Facebook Inc (NASDAQ:FB) purchased WhatsApp for $21.8 billion in 2014, paying about $55 per user when it had over 600 million monthly users. Previously, in 2012 it paid $1 billion for Instagram and its 30 million users — about $33 per user. Both of those deals may have seen inflated price tags thanks to the stock-based nature of the deals vs. an all-cash offer, but they are useful benchmarks nevertheless.
More recently, LinkedIn Corp (NYSE:LNKD) was acquired by Microsoft Corporation (NASDAQ:MSFT) for $26.2 billion. With “cumulative” users of about 400 million, accounting for job seekers and employers as well as folks with a profile using the platform in a truly social sense, the deal was worth about $65 per user.
Thus, from a user perspective, Twitter could arguably be valued somewhere in the ballpark of $10 billion if it’s seen as an Instagram or $20 billion if it’s seen as more of a LinkedIn. With a current market capitalization of about $14.6 billion, it handily splits the difference.
Of course, Instagram was growing fast and LinkedIn was soundly profitable with a clear business case … while TWTR stock is neither.
The technology of Twitter is interesting, with the Periscope video app and various advertising tools among the most interesting parts. However, little that Twitter has to offer is incredibly unique. Especially as older networks like Facebook look to transition into private messaging akin to Snapchat, the existing 140 character platform isn’t exactly cutting edge and none of the software seems to be something worth paying a big premium for.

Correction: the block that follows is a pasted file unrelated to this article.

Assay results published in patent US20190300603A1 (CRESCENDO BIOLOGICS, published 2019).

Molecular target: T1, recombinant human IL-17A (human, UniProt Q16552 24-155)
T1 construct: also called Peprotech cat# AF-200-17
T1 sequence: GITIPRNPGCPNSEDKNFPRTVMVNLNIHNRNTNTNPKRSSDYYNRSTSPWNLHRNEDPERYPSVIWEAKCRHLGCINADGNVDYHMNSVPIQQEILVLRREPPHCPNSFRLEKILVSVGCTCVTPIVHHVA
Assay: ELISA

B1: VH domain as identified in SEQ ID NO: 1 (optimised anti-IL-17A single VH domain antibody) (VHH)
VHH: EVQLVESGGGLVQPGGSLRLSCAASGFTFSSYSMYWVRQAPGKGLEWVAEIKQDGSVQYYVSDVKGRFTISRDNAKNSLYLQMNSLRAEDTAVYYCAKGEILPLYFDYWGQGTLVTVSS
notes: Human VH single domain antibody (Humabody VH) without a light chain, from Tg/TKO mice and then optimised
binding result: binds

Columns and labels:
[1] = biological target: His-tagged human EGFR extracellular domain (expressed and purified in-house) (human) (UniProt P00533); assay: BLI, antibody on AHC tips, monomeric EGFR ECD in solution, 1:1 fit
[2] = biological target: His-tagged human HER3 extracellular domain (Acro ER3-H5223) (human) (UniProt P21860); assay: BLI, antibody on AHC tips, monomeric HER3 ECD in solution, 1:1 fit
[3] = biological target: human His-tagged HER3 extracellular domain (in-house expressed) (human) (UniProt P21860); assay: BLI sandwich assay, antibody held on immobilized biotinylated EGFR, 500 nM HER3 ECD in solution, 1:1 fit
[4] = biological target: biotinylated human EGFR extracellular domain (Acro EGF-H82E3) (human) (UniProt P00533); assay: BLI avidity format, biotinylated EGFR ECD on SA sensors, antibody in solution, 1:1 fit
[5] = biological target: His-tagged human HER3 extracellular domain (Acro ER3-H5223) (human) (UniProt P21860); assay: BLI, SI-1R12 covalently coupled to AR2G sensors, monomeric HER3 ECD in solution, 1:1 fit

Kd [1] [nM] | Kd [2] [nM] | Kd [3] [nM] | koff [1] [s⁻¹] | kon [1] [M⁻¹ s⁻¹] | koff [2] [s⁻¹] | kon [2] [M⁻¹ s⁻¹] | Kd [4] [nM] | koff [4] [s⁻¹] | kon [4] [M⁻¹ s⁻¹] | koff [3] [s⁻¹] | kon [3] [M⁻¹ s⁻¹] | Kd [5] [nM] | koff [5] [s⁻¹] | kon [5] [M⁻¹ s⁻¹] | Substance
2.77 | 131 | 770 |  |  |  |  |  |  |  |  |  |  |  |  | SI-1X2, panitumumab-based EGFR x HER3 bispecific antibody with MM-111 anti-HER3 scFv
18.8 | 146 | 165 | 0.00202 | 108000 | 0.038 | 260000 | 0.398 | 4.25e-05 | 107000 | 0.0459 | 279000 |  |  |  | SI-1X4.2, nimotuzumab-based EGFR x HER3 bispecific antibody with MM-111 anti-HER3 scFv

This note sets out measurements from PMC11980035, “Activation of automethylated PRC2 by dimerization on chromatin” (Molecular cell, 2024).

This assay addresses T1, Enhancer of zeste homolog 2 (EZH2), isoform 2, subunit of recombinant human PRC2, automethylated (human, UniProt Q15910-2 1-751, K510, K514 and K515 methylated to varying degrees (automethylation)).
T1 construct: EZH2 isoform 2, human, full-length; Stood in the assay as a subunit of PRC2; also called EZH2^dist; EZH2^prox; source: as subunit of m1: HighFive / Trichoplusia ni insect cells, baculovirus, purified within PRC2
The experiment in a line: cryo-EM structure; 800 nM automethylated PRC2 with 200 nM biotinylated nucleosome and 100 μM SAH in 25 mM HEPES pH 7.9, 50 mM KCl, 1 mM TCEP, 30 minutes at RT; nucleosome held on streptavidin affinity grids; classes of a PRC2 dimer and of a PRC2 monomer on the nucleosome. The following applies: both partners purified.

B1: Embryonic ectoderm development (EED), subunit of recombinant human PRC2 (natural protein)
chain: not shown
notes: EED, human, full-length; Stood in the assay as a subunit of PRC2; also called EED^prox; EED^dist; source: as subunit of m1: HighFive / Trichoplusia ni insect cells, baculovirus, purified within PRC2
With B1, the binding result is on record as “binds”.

Twitter Has Unattractive User Base, Not Much Else
In my mind then, the only interesting thing Twitter has is a user base that is 300 million strong.
But as evidenced by the challenges in monetizing that audience via advertising, it’s not a particularly attractive user base. This is not a niche of valuable leads that are responsive to marketing, and it is not large enough to be sliced into effective marketing segments the way Facebook and Alphabet Inc (NASDAQ:GOOG, NASDAQ:GOOGL) leverage their platforms.
It’s also, sadly, a user base that is not incredibly polite and not policed well when it becomes abusive. That makes the environment toxic to new Twitter users as well as prospective advertisers and acquirers.
Will someone ultimately acquire Twitter? Perhaps. But it will be simply someone who is after the users, either to support a new and better platform or because they think they can reshape the company into something wholly different.
Both of those scenarios will push some of the existing base out, and both require a big leap of faith.
Neither seems to support much of a premium above current valuations — and frankly, I think you’d have to be insane to acquire this no-growth, no-profit company for north of $10 billion.
Jeff Reeves is the editor of InvestorPlace.com and the author of The Frugal Investor’s Guide to Finding Great Stocks. Write him at [email protected] or follow him on Twitter via @JeffReevesIP.